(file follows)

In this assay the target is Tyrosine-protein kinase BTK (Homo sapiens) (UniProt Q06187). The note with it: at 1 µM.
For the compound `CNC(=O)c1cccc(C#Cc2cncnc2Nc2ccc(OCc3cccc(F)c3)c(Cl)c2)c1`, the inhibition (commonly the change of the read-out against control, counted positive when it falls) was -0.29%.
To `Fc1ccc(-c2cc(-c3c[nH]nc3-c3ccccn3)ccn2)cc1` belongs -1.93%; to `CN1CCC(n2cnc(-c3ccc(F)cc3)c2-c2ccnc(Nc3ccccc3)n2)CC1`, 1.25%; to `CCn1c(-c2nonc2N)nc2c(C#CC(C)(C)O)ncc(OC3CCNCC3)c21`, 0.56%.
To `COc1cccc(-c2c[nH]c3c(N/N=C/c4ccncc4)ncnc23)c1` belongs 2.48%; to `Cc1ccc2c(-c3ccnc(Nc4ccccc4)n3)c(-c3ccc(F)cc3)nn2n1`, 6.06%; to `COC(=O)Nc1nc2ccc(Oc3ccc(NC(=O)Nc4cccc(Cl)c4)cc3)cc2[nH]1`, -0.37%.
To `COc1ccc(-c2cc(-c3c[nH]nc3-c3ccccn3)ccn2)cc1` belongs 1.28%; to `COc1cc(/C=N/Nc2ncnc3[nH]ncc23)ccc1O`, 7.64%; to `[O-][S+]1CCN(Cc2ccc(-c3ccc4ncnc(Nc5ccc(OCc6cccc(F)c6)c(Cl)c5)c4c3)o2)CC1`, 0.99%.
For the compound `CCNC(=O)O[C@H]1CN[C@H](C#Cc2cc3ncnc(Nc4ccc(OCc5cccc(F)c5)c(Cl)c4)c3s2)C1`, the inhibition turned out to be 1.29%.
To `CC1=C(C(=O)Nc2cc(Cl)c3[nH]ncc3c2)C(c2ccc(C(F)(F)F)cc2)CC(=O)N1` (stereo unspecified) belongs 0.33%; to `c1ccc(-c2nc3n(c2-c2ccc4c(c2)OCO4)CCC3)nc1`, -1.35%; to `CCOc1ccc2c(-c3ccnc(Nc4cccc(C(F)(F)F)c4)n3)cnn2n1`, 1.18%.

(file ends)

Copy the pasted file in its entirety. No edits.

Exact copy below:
In this assay the target is Tyrosine-protein kinase BTK (Homo sapiens) (UniProt Q06187). The note with it: at 1 µM.
For the compound `CNC(=O)c1cccc(C#Cc2cncnc2Nc2ccc(OCc3cccc(F)c3)c(Cl)c2)c1`, the inhibition (commonly the change of the read-out against control, counted positive when it falls) was -0.29%.
To `Fc1ccc(-c2cc(-c3c[nH]nc3-c3ccccn3)ccn2)cc1` belongs -1.93%; to `CN1CCC(n2cnc(-c3ccc(F)cc3)c2-c2ccnc(Nc3ccccc3)n2)CC1`, 1.25%; to `CCn1c(-c2nonc2N)nc2c(C#CC(C)(C)O)ncc(OC3CCNCC3)c21`, 0.56%.
To `COc1cccc(-c2c[nH]c3c(N/N=C/c4ccncc4)ncnc23)c1` belongs 2.48%; to `Cc1ccc2c(-c3ccnc(Nc4ccccc4)n3)c(-c3ccc(F)cc3)nn2n1`, 6.06%; to `COC(=O)Nc1nc2ccc(Oc3ccc(NC(=O)Nc4cccc(Cl)c4)cc3)cc2[nH]1`, -0.37%.
To `COc1ccc(-c2cc(-c3c[nH]nc3-c3ccccn3)ccn2)cc1` belongs 1.28%; to `COc1cc(/C=N/Nc2ncnc3[nH]ncc23)ccc1O`, 7.64%; to `[O-][S+]1CCN(Cc2ccc(-c3ccc4ncnc(Nc5ccc(OCc6cccc(F)c6)c(Cl)c5)c4c3)o2)CC1`, 0.99%.
For the compound `CCNC(=O)O[C@H]1CN[C@H](C#Cc2cc3ncnc(Nc4ccc(OCc5cccc(F)c5)c(Cl)c4)c3s2)C1`, the inhibition turned out to be 1.29%.
To `CC1=C(C(=O)Nc2cc(Cl)c3[nH]ncc3c2)C(c2ccc(C(F)(F)F)cc2)CC(=O)N1` (stereo unspecified) belongs 0.33%; to `c1ccc(-c2nc3n(c2-c2ccc4c(c2)OCO4)CCC3)nc1`, -1.35%; to `CCOc1ccc2c(-c3ccnc(Nc4cccc(C(F)(F)F)c4)n3)cnn2n1`, 1.18%.